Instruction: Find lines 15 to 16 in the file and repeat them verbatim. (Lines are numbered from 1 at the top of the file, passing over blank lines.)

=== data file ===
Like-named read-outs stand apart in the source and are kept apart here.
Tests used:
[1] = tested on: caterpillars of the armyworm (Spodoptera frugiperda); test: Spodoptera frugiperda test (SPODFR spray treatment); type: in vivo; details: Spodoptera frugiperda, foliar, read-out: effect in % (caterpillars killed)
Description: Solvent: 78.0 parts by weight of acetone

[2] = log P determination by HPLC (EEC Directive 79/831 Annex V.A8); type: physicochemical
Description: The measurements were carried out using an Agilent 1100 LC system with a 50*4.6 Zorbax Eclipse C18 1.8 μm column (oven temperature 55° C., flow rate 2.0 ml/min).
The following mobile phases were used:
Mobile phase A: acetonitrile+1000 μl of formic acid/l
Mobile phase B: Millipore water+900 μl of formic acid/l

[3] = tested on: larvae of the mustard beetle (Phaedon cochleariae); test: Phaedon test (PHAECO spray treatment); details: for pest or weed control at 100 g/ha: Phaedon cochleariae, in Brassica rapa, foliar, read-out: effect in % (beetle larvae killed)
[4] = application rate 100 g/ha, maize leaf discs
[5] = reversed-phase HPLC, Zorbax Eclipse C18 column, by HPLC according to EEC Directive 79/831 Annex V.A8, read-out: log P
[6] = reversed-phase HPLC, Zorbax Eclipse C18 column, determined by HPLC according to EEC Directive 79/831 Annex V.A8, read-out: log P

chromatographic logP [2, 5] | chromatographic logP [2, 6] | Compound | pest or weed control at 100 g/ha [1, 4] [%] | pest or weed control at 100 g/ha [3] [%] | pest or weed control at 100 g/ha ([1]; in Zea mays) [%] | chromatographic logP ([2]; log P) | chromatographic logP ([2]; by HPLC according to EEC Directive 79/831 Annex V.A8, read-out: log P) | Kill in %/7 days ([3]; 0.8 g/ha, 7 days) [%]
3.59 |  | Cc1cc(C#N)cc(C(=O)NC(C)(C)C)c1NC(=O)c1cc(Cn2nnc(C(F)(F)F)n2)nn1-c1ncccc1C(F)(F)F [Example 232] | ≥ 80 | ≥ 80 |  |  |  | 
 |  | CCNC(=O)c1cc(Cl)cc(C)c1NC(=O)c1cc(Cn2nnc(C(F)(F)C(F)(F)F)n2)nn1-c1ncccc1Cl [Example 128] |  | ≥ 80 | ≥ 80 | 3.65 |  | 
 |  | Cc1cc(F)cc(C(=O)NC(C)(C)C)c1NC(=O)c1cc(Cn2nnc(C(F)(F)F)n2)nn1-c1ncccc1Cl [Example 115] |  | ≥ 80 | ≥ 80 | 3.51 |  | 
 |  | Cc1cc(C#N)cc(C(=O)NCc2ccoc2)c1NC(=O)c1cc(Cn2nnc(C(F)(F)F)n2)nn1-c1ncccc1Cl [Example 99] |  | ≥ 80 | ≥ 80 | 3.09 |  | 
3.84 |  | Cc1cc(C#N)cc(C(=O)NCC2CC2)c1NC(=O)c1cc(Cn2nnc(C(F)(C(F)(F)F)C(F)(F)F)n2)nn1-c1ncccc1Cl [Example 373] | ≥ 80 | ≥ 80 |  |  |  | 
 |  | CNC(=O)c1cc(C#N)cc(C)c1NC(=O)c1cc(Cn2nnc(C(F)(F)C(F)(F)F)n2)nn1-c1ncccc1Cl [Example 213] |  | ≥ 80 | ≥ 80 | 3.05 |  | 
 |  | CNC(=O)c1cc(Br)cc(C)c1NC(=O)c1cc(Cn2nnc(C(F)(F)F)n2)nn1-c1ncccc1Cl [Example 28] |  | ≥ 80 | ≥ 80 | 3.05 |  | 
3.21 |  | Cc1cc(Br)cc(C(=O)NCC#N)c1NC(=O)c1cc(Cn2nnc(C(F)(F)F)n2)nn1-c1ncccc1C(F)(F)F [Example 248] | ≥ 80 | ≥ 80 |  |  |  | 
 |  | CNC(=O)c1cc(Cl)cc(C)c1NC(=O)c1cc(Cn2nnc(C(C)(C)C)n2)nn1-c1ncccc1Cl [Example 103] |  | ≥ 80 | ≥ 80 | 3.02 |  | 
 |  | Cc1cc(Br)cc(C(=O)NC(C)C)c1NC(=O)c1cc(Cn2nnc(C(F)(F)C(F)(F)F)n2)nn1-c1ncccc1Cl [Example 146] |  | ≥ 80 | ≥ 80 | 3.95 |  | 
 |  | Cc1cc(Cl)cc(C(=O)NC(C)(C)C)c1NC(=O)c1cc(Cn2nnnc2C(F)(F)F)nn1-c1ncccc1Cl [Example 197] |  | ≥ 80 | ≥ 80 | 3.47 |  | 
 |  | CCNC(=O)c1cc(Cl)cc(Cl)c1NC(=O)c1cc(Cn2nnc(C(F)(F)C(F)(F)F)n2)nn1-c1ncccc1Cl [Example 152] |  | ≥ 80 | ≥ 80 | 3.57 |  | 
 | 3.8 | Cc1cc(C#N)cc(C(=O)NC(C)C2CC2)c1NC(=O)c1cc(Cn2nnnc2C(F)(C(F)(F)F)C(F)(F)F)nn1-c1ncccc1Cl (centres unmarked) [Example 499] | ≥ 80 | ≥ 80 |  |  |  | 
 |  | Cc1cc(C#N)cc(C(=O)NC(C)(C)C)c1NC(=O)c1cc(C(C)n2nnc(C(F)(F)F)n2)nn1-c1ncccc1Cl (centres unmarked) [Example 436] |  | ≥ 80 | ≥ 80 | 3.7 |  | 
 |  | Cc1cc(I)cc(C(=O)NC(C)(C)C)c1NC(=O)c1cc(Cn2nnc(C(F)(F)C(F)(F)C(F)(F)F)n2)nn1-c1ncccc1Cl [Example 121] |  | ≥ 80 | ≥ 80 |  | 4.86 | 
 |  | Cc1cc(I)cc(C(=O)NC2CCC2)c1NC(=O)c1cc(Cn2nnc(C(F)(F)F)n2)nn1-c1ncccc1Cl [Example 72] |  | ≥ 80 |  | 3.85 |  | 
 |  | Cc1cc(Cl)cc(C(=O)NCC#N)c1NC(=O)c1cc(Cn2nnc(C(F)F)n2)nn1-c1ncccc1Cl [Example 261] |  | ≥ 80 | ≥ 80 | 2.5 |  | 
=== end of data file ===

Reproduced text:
3.59 |  | Cc1cc(C#N)cc(C(=O)NC(C)(C)C)c1NC(=O)c1cc(Cn2nnc(C(F)(F)F)n2)nn1-c1ncccc1C(F)(F)F [Example 232] | ≥ 80 | ≥ 80 |  |  |  | 
 |  | CCNC(=O)c1cc(Cl)cc(C)c1NC(=O)c1cc(Cn2nnc(C(F)(F)C(F)(F)F)n2)nn1-c1ncccc1Cl [Example 128] |  | ≥ 80 | ≥ 80 | 3.65 |  | 